This content was excerpted from EyeNet’s MIPS 2018; also see the Academy’s MIPS hub page.
The cost performance category contributes up to 10 points to your MIPS final score (0-100 points). It is 1 of 4 performance categories that contribute to that score, and it is the only one where you don’t have to do any reporting or attesting. Instead, CMS uses administrative claims data to evaluate your performance. The performance period is the full calendar year.
Cost’s Role in MIPS Is Slated to Grow
Cost in 2017. For the 2017 performance year, CMS assigned you a cost score but did not factor it into your MIPS final score.
Cost in 2018. In 2018, your cost score is weighted at 10% of your MIPS final score (0-100 points). In other words, it can contribute up to 10 points to that final score.
Cost during 2019-2021. Over the next 3 years, CMS can decide on a year-by-year basis how much weight to give the cost performance category when calculating MIPS final scores. However, this flexibility is limited as follows:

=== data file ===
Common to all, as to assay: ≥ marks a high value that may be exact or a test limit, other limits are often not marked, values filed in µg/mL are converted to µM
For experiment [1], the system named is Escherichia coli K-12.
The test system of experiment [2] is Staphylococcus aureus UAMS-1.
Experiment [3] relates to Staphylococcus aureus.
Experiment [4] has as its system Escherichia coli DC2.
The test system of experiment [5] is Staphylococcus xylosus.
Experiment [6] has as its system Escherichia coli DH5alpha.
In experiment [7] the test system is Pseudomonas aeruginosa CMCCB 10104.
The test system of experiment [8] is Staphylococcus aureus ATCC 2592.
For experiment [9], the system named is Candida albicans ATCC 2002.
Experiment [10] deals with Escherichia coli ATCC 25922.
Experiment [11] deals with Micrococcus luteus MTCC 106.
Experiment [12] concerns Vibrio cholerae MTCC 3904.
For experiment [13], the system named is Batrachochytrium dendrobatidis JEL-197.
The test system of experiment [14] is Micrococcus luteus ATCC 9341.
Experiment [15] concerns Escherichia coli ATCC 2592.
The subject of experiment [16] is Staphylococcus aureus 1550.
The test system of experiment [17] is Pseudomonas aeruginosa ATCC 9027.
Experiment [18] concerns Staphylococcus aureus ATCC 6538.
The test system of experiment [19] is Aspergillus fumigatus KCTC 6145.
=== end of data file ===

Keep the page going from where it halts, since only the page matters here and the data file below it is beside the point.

- At minimum, cost’s contribution to the final score would be weighted at 10%, with quality weighted at 50%, advancing care information (ACI) weighted at 25%, and improvement activities weighted at 15%.
- At most, cost’s contribution to the final score would be weighted at 30%, with quality weighted at 30%, advancing care information (ACI) weighted at 25%, and improvement activities weighted at 15%.
Cost in 2022. Starting in 2022, cost’s contribution to your final score will be weighted at 30%.
In 2018, Cost Has 2 Measures
Your 2018 cost score will be based on up to 2 measures:
Both of these flawed measures were carried over from the Value-Based Modifier program, with some changes to their attribution methods.
Episode-based measures are expected to return in 2019. In the past, CMS had used a third type of measure for evaluating resource use: episode-based measures. Although such measures aren’t currently in use, CMS is developing new episode-based measures—including a measure for routine cataract surgery—that it plans to incorporate into MIPS in 2019.
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Next: Cost: The Total Per Capita Cost Measure.
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